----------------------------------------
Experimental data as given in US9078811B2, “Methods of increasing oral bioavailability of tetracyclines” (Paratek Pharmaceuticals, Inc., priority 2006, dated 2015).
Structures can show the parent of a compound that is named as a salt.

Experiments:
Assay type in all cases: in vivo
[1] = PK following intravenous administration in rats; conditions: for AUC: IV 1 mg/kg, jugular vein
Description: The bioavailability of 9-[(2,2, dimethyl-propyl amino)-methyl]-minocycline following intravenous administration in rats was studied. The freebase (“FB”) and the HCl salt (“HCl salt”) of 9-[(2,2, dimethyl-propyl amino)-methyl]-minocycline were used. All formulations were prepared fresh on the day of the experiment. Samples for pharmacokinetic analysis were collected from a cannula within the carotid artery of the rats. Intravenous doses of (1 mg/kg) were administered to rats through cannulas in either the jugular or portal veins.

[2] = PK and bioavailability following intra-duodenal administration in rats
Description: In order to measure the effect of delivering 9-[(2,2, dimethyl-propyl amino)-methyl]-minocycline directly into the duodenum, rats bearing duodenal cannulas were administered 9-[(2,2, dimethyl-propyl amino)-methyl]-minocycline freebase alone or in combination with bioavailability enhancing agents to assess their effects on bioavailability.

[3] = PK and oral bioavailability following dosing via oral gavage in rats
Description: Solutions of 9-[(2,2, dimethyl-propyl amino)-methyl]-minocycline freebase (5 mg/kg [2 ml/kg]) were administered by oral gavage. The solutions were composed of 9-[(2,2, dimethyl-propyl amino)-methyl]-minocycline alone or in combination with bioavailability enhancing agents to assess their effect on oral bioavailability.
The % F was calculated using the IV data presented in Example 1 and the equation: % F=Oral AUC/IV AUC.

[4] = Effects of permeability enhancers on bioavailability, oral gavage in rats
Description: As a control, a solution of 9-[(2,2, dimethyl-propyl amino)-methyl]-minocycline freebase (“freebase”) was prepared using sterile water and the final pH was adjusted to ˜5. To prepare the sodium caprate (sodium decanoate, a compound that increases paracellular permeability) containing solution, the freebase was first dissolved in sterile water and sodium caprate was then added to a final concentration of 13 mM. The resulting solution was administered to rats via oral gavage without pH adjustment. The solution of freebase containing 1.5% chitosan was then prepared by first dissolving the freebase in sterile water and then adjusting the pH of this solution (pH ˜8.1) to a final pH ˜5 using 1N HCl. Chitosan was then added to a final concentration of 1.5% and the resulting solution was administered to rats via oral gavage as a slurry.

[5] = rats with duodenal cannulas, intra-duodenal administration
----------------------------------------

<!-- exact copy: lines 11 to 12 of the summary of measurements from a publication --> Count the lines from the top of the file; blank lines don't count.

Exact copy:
The % F was calculated using the IV data presented in Example 1 and the equation: % F=Oral AUC/IV AUC.

[4] = Effects of permeability enhancers on bioavailability, oral gavage in rats